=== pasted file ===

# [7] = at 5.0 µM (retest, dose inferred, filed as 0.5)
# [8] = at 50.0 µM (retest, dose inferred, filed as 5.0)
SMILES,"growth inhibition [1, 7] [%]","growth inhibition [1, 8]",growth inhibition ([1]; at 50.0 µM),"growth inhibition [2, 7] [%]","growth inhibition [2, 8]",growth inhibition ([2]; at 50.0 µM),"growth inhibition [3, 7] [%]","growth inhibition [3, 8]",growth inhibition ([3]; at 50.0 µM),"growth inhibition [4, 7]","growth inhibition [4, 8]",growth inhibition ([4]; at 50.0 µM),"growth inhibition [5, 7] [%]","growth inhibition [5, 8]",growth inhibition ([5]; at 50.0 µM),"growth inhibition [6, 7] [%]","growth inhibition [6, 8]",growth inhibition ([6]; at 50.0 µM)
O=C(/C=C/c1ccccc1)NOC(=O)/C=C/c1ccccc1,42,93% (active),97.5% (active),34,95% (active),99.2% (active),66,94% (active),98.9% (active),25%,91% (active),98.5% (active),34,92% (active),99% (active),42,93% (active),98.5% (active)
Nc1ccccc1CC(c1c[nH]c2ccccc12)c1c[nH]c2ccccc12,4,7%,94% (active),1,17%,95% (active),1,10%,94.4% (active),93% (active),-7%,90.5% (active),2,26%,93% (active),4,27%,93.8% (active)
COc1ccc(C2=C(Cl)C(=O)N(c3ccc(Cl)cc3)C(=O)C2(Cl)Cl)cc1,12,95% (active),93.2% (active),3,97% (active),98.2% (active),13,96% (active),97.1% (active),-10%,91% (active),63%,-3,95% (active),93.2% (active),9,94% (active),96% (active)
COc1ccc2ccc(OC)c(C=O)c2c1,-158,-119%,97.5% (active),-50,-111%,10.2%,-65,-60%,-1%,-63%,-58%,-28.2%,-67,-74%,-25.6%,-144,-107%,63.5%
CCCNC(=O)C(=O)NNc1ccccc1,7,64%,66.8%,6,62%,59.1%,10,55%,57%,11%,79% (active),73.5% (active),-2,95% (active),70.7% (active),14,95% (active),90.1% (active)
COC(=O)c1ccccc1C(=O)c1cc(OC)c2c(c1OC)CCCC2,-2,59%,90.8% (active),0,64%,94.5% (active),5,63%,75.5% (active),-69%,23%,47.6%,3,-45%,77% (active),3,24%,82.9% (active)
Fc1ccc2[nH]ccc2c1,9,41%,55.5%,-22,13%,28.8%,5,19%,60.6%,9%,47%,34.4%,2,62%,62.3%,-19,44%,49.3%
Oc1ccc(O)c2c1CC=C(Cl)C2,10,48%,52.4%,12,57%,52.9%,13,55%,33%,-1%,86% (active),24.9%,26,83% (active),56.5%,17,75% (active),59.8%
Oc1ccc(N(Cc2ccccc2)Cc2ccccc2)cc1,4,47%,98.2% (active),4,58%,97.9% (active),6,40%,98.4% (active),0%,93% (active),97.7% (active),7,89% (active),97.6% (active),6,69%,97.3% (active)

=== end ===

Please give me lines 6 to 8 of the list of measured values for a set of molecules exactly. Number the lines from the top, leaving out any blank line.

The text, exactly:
COc1ccc(C2=C(Cl)C(=O)N(c3ccc(Cl)cc3)C(=O)C2(Cl)Cl)cc1,12,95% (active),93.2% (active),3,97% (active),98.2% (active),13,96% (active),97.1% (active),-10%,91% (active),63%,-3,95% (active),93.2% (active),9,94% (active),96% (active)
COc1ccc2ccc(OC)c(C=O)c2c1,-158,-119%,97.5% (active),-50,-111%,10.2%,-65,-60%,-1%,-63%,-58%,-28.2%,-67,-74%,-25.6%,-144,-107%,63.5%
CCCNC(=O)C(=O)NNc1ccccc1,7,64%,66.8%,6,62%,59.1%,10,55%,57%,11%,79% (active),73.5% (active),-2,95% (active),70.7% (active),14,95% (active),90.1% (active)